Port Stephens Council saves $70k, 71 Olympic swimming pools of water in a year

Fingal Bay Holiday Park, where works are underway for a new amenities building with water saving features


WATER saving measures implemented in the 2019-20 financial year have saved Port Stephens Council $69,880 and 71 Olympic swimming pools of water according to water consumption data.

General Manager Wayne Wallis said the 178ML saving in just one year has financial and environmental benefits for the community.

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“Given the water restriction measures in place during the 2019-20 financial year, we developed a Drought Resilience Team to not only look at how we could save water but what we could do across all our major sites.

“The data told us that our annual drinking water consumption was between 217ML and 268ML across the Port Stephens local government area — with our holiday parks making up almost 39% of annual consumption, followed by sporting facilities and aquatic centres,” he said.

“We have a responsibility not only to strive for cost saving measures but also uphold our commitment to help protect and sustain our natural environment.

“We will continue to look for water savings, reducing demand on Hunter Water’s systems and saving ratepayers money,” Mr Wallis said.

Acting Facilities and Services Group Manager Tim Crosdale says upgrades to Council infrastructure are also responsible for the savings.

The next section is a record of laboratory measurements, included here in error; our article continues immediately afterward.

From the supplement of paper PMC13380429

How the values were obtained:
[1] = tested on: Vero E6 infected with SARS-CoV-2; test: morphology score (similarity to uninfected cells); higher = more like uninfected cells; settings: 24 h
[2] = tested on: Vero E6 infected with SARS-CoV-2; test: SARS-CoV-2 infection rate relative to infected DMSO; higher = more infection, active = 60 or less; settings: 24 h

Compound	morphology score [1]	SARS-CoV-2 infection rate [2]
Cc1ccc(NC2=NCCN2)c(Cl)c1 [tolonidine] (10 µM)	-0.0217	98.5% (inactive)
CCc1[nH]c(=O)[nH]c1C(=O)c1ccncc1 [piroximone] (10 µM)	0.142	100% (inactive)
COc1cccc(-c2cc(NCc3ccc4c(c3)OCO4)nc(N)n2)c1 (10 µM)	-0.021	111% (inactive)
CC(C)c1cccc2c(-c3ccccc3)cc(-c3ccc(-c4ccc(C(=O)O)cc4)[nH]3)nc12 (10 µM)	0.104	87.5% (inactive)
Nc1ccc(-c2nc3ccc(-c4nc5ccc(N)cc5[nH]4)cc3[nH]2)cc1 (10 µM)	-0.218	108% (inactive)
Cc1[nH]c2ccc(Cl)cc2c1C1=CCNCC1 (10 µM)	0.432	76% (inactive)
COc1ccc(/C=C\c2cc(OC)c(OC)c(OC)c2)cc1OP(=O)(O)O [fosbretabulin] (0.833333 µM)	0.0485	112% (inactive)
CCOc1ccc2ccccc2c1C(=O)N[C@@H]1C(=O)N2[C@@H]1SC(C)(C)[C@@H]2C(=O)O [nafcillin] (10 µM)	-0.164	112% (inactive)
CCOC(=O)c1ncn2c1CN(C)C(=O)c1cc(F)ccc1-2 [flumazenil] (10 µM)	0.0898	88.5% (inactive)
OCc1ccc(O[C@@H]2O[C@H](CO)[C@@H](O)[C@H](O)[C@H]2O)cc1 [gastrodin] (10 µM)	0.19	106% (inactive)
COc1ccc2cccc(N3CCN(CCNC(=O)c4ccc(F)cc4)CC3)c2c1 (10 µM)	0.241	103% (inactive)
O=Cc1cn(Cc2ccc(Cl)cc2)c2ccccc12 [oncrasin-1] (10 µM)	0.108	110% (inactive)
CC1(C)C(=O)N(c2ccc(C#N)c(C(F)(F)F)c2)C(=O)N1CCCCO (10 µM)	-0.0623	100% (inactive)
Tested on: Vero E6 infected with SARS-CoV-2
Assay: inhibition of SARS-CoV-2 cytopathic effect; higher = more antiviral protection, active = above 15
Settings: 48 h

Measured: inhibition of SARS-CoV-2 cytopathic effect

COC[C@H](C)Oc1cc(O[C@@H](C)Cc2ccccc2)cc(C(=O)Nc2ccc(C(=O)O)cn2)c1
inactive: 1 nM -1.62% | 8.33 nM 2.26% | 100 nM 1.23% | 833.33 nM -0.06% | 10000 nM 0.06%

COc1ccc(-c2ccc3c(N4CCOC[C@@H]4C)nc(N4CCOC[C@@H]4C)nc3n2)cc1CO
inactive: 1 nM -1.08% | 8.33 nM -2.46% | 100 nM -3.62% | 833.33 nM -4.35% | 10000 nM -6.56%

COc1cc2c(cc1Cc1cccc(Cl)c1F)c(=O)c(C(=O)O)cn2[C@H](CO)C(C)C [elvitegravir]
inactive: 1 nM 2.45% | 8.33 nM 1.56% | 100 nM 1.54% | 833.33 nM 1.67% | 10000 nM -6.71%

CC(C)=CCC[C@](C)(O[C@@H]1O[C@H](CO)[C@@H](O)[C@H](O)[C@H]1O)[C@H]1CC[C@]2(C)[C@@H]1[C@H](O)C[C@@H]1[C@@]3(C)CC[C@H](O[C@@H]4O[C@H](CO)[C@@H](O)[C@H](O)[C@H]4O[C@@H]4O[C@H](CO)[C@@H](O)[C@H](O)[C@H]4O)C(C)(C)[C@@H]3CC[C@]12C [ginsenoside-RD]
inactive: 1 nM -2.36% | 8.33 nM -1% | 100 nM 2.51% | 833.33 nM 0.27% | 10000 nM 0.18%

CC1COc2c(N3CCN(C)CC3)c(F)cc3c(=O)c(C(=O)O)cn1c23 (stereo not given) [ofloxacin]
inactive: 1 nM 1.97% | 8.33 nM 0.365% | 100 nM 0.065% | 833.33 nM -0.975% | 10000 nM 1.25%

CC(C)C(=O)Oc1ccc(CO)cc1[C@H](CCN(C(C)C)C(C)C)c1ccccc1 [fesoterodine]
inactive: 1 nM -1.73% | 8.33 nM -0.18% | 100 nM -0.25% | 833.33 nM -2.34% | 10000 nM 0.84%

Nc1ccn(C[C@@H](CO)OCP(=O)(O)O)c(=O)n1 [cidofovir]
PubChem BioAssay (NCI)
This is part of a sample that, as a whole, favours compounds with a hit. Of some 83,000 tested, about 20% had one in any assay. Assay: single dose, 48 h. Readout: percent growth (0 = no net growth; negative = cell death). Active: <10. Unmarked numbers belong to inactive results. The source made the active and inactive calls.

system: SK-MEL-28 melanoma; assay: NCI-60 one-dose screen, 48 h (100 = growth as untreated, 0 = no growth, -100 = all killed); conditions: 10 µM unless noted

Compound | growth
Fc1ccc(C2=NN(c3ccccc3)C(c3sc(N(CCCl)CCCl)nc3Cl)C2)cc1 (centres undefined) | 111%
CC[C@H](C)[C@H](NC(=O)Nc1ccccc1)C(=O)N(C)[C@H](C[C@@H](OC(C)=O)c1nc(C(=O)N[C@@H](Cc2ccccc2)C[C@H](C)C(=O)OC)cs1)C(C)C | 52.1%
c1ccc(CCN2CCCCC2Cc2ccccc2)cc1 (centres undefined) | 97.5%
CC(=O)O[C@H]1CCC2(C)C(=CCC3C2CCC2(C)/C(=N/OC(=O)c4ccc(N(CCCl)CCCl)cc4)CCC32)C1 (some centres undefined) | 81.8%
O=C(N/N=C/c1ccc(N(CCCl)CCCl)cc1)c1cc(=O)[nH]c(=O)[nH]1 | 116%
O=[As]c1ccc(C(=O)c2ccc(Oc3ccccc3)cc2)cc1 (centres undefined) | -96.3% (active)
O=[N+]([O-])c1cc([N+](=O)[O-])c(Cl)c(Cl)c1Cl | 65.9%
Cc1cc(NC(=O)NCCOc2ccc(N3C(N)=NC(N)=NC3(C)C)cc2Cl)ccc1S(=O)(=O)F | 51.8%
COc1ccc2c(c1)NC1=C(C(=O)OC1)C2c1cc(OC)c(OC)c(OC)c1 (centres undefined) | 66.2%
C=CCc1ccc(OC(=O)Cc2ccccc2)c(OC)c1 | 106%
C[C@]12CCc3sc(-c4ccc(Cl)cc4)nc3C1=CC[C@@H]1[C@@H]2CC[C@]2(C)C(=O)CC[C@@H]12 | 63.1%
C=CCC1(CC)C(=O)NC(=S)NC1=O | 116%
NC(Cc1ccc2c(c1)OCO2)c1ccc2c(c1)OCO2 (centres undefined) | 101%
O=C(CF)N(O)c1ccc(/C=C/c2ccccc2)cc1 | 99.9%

“We are currently rolling out our biggest Capital Works program ever across the region.

“Most of these water savings have been achieved by fixing leaks, upgrading water pipes and installing irrigation timing systems particularly in our holiday parks and recreation areas.

“As we replace aging infrastructure, we will install the most up-to-date water saving features.

“A great example is the upgrade at Fingal Bay Holiday Park where we’re constructing a new amenities building with water saving features.

“We also worked with Sports Councils to see how water consumption could be reduced on our playing fields and replaced the pool liner at Tomaree Aquatic Centre with a new fibreglass pool liner, which saved water in the process,” Mr Crosdale said.

Port Stephens Council will continue to work with Hunter Water to identify opportunities to reduce our demand on water resources including using bore water, raw water or recycled water for drinking water where appropriate.

For more information about saving water visit Hunter Water’s smart water choices.

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